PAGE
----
Elijah Moore Needs To Be Justin Herbert’s Receiver by the Trade Deadline

Elijah Moore requested a trade from the New York Jets. For the sake of football fans everywhere, Joe Douglas needs to trade him to the Chargers.

The Los Angeles Chargers offense has struggled a bit since losing Keenan Allen in Week 1. While they’ve avoided disastrous dips in production, they’re hovering around average, which won’t get the job done in the AFC West.

There is an elephant in the receiving corps. There’s no speed. That’s why Tom Telesco needs to get on the phone with Joe Douglas regarding New York Jets WR Elijah Moore.

The Chargers’ offense was successful in spite of itself in 2021. Los Angeles finished fifth in EPA per play despite seeing all of media criticize the passing attack’s architecture. The NFL has a sample size issue in a full season, let alone a third of the way through.

However, a third of the way through the season, the Chargers rank 14th in EPA per play, 14th in drive success rate, and 12th in DVOA. Losing Rashawn Slater and Allen together is a lot to overcome, but it’s excruciating to watch their receivers on Sunday struggle to separate.

Justin Herbert Deserves Elijah Moore

Of the 32 quarterbacks in the NFL with over 500 plays in the past two seasons, only Ben Roethlisberger, Daniel Jones, and Matt Ryan have averaged fewer air yards than Justin Herbert.

That’s the equivalent of using a Ferrari 488 only to go to the grocery store down the street, where the speed limit only ever hits 35 MPH. The argument here would be that Patrick Mahomes ranks 27th of 32, but that argument falls flat.

Johnny Kinsley puts together an outstanding Deep Ball Project every season. In 2021, Mahomes attempted 67 passes past 21 yards downfield. Josh Allen attempted 63. Herbert sat at 46. Even Kirk Cousins attempted more downfield passes last season.

And things are much worse this season. Herbert’s aDOT has gone from 7.6 in 2021 to 6.3 so far through six games in 2022. While Mahomes’ attempts closer to the line of scrimmage often sees him find receivers running free, the Chargers are conceptually stale, which makes them easy to defend.

That forces Herbert to be as close to perfect as possible. He’s forced into perfectly leveraging passes away from defenders draping his target. Mike Williams is catching 60% of his targets, but so many of them are on low-percentage throws against tight coverage. Herbert’s only real reprieve comes when targeting Austin Ekeler, who has just one fewer target than Williams.

Elijah Moore vs. the Chargers Receivers

Moore ran a 4.35 at the NFL Combine and posted elite agility numbers to boot. The rest of the Chargers’ receivers look like this:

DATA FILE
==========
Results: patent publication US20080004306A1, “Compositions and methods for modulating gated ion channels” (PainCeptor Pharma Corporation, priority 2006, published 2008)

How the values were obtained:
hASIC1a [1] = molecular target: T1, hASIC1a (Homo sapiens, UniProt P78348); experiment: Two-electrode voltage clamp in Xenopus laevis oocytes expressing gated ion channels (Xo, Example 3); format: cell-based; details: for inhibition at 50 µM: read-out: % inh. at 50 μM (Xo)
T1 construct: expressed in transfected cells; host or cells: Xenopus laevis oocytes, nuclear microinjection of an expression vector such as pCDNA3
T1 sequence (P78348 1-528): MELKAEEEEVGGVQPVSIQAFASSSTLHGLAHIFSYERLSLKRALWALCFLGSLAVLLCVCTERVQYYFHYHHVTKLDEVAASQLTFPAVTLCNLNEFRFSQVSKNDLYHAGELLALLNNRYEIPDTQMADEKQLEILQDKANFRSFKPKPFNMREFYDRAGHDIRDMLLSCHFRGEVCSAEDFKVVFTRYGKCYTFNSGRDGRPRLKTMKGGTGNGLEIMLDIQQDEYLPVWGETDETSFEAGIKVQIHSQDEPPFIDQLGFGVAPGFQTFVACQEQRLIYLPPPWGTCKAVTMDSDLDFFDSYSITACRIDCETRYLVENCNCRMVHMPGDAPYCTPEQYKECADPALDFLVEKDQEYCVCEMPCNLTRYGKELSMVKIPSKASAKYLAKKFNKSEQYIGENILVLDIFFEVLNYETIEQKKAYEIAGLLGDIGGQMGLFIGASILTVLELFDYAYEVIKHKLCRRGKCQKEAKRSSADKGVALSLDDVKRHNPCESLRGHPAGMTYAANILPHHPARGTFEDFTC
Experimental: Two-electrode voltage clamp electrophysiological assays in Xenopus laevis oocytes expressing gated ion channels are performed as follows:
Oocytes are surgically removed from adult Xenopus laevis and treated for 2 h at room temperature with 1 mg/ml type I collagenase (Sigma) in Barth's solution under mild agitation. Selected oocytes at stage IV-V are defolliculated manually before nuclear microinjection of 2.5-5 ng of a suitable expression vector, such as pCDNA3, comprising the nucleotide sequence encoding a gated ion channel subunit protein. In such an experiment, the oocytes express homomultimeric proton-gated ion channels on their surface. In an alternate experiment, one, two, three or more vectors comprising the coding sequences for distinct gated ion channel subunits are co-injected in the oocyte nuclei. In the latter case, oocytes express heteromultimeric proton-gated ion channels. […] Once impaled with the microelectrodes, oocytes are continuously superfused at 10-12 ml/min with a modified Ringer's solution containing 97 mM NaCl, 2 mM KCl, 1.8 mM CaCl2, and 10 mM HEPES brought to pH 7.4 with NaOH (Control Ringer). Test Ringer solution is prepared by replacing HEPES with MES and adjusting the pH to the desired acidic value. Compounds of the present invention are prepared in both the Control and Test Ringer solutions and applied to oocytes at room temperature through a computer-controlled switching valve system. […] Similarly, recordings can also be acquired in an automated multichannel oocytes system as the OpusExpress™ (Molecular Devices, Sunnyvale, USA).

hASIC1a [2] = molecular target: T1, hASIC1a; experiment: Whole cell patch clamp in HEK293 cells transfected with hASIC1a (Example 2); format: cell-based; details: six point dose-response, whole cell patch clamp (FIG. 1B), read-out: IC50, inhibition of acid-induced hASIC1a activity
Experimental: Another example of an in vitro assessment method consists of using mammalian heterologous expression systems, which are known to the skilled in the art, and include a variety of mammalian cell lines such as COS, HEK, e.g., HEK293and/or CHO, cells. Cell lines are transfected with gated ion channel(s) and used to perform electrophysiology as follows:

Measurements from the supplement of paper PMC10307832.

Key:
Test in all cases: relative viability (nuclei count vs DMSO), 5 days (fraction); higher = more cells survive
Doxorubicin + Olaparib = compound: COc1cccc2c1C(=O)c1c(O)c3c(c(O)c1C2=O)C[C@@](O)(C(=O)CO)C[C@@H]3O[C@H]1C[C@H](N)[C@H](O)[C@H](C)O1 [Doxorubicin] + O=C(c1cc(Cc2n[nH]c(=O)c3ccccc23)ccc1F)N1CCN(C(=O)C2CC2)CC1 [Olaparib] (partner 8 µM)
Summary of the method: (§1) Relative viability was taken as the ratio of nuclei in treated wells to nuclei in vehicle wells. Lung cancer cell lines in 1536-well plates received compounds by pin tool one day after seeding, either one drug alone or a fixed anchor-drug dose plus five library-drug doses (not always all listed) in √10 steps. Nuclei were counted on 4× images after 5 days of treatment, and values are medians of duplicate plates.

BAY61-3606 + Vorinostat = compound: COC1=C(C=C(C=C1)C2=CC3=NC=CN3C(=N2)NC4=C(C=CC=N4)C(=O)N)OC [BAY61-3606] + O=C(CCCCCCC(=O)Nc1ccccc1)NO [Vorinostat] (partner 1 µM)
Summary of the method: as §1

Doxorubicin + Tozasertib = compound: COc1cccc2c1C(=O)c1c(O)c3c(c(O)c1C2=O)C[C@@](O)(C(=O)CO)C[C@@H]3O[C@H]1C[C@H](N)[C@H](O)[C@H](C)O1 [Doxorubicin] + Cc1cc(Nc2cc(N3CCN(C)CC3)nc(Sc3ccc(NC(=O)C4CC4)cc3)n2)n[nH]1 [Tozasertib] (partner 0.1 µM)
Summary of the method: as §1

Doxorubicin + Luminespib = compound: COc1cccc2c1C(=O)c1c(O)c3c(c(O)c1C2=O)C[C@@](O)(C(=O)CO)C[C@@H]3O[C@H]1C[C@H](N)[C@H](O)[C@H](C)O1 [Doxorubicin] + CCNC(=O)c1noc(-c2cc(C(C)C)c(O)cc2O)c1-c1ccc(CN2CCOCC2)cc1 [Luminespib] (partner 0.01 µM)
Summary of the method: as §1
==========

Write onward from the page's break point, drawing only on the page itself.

Keenan Allen: 4.71 (We know he’s faster than that, but he’s not Tyreek Hill.)
Mike Williams: 4.57
Joshua Palmer: 4.51
DeAndre Carter: 4.44

Carter isn’t slow, but he doesn’t necessarily threaten defenses either way. There’s a reason he’s played on five different teams in his five NFL seasons. As a depth piece playing a few snaps a game, Carter doesn’t hurt to have, but counting on him as a starter is a terrifying proposition.

None of the Chargers’ receivers are as dynamic as Moore. The pocket-sized receiver is tough as nails, too. He only carried the ball 14 times at Ole Miss in 2020, but he did so out of the backfield during a game, which was a great display of his vision and balance as a runner.

Moore Gives the Chargers Options

Austin Ekeler is also dynamic as a receiver, but adding Moore helps give Joe Lombardi options at the line of scrimmage, along with being a downfield threat given his speed. Much of Moore’s usage in New York has been in the RPO game, going in motion and getting the ball in bubble looks or flat routes, where he can be creative after the catch.

Additionally, Moore stacks defensive backs well when used as a vertical threat. He’s shifty upon release and much more physical than his frame would suggest, which helps him get over the top of defensive backs.

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Even when used as a decoy to influence a safety, Moore brings value because his athleticism forces safeties to respect him, which opens up the intermediate in-breaking throws to Allen and Mike Williams.

But he also provides a better option on crossing routes, which Los Angeles uses plenty of, especially in their under-center play-action game. His speed stresses man coverage in those spots.

Is There a Catch?


Moore is like many young receivers who are smaller in stature, endlessly shifty, and as fast as a stabbed rat. He’s an imprecise route runner. There are times where — from the outside looking in — Moore might be a bit lazy.

Zach Wilson’s downfield interception on the left side of the field against Pittsburgh may have been Moore’s fault. The “route” Moore ran was vertical for about 12 yards, and then he sort of stopped, but he didn’t actually run a curl or comeback. And with Pittsburgh’s middle-of-field-closed look, Moore was probably supposed to run his cornerback to the back of the end zone.

Instead, he lazily stopped, and his defender sank back into the zone the deep crosser entered, leading to the interception.

Even in isolated situations, Moore doesn’t do a great job selling something else because experienced cornerbacks aren’t buying it. However, anybody who follows the Chargers’ offense knows Lombardi loves him a Stick concept.

On routes in the vertical plane and less-complex routes, Moore’s natural quickness is a weapon. So although he has a ways to go as a professional route runner, that does not mean he consistently struggles to separate.

His natural quickness helps most on routes stopping and coming back to the football, like curls and comebacks, which are widely used in the Chargers’ passing attack.

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